Six years ago, Sungevity and non-profit Solar Head of State worked together to install solar on the Muliaage, the official presidential residence of the Maldives. Sungevity is now proud to support Solar Head of State’s newest initiative to install a solar energy system on Saint Lucia’s Government House.
The 5.5-kilowatt grid-tied solar PV system was installed on Saint Lucia’s Government House, the official residence of Saint Lucia’s Governor-General, Dame Pearlette Louisy. Appointed Minister with responsibility for Renewable Energy, Hon. Dr. Gale Rigobert commended the project. “The commitment of Saint Lucia to transit from dependence on fossil fuels to more renewable sources of energy is demonstrated here by this project to install solar panels at the Governor General’s official residence,” he said.
Saint Lucia is poised to transform its energy system, replacing fossil fuels with clean energy. The small Caribbean island nation currently imports nearly 100% of its energy in the form of diesel fuel. On top of the environmental harm caused by burning diesel, depending on imported fuel is expensive: Saint Lucians pay US$0.38/kWh for electricity, making renewable energy attractive to residents as a way to save money on their electric bills. By donating a solar system to the executive residence of Saint Lucia, Solar Head of State and Sungevity aim to spur the growth of renewable energy on the island and throughout the Caribbean.
In a recent op-ed, Sungevity co-founder Danny Kennedy and former Maldivian President Mohamed Nasheed praised the installation for “send[ing] a signal to the people of Saint Lucia that solar power is now ready to deploy and meet their need for affordable electricity.”
“Saint Lucia is putting its money where its mouth is and leading on renewable energy… Island leaders around the world are standing up and demonstrating that the solutions for climate change are readily available. Now the rest of the world needs to follow.”
From the White House to the Government House
In 2010, Sungevity co-founder Danny Kennedy attended an Earth Day reception in the Rose Garden where he asked President Barack Obama to reinstall a solar system on the White House. Obama nodded firmly and responded, “Good idea, let’s do that,” but when no action was taken, Kennedy and Sungevity (along with Bill McKibben’s 350.org) launched the “Globama Campaign.” The petition drive garnered thousands of signatures and has been credited with convincing the Obama Administration to reinstate a solar system on the White House in 2014.
Before the White House took the initiative to go solar, another world leader responded to the call: President Mohamed Nasheed, the first democratically elected President of the Maldives. President Nasheed famously held the world’s first underwater cabinet meeting to highlight the threat that rising sea levels pose to small island nations like the Maldives, and is an internationally renowned advocate for human rights and justice-based solutions to climate change.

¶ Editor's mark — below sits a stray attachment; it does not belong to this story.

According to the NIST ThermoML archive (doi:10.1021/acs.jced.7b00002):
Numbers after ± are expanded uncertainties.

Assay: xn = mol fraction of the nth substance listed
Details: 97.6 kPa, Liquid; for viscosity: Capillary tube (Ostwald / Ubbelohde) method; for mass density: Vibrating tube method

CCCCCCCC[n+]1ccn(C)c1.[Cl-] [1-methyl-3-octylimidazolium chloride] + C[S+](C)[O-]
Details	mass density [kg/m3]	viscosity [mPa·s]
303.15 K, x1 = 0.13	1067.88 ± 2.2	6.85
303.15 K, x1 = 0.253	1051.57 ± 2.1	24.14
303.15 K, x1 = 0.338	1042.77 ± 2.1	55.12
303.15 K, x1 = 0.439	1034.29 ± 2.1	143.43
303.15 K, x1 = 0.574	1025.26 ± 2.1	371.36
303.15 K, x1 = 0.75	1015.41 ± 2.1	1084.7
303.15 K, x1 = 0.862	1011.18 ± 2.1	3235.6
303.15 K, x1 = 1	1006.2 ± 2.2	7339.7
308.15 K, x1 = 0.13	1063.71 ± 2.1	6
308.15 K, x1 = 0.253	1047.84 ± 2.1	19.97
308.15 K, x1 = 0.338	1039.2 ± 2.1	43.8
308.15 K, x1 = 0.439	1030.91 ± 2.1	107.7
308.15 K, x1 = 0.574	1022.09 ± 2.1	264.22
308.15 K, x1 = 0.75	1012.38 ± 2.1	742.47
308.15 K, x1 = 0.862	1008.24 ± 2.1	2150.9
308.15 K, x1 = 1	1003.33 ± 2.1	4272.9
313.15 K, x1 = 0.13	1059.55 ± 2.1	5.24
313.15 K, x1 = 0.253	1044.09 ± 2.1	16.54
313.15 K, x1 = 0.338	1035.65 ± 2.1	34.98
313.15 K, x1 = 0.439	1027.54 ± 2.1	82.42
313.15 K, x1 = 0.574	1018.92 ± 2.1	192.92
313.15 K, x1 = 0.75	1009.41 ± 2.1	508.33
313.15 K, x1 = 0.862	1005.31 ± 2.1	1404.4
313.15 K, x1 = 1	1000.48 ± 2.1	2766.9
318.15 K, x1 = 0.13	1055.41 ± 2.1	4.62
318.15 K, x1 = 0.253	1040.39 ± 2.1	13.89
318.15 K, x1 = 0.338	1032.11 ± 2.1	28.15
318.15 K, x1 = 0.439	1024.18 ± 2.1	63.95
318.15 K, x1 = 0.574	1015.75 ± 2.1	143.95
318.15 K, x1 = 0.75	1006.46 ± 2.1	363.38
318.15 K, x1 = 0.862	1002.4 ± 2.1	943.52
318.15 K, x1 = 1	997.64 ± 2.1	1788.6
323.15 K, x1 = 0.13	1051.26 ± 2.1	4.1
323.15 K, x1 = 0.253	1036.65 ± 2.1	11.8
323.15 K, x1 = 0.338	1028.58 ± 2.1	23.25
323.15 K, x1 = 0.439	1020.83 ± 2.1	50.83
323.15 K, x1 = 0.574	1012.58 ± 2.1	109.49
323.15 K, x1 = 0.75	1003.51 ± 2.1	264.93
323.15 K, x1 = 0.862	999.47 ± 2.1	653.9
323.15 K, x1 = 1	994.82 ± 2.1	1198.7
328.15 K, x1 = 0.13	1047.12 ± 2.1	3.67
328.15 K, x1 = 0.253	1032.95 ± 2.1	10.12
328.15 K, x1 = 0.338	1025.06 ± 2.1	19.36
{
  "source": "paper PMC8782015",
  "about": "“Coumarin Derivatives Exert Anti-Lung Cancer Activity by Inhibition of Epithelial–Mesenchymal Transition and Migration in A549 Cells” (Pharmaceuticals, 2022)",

Upon President Nasheed’s invitation in 2010, Sungevity designed and helped install a solar system on the Muliaage, the Maldivian presidential residence. Following the success of the Maldivian installation, Kennedy and other Sungevity employees founded Solar Head of State to bring solar power to the executive residences of countries worldwide.
The Caribbean is poised for a solar boom
The Solar Head of State installation in Saint Lucia underscores a significant time of transition for energy in the Caribbean. Saint Lucia is a member of Carbon War Room’s Smart Island Economies program, an initiative started by Sir Richard Branson, Founder of the Virgin Group. The program aims to promote sustainable energy development in the Caribbean, where the energy sector is highly dependent on fossil fuel imports. So while the vast majority Saint Lucia’s energy still comes from imported fossil fuels, the island is on a path to change this as quickly as possible.
The installation of a solar system on the Saint Lucia Government House marks an important new chapter in the country’s history. Renewables such as solar and wind power can be generated on the island, reducing the country’s dependence on energy imports. And renewable energy will help mitigate the effects of climate change, which are increasingly being felt by small island nations like Saint Lucia.
Solar Head of State’s Executive Director, James Ellsmoor, said “This initiative aids political leaders by sending a powerful statement on their intentions towards renewable energy. As the world edges closer to enacting the Paris Agreement, nations like Saint Lucia are already taking the plunge into cleaner technology, despite their own extreme vulnerability to climate change.”
Saint Lucia plans to transition to 35% renewable energy by 2020, and with multiple solar and wind projects already in the works, the country is well on its way. The Government House solar installation shows that a clean energy future is within reach for not just Saint Lucia, but for countries around the world.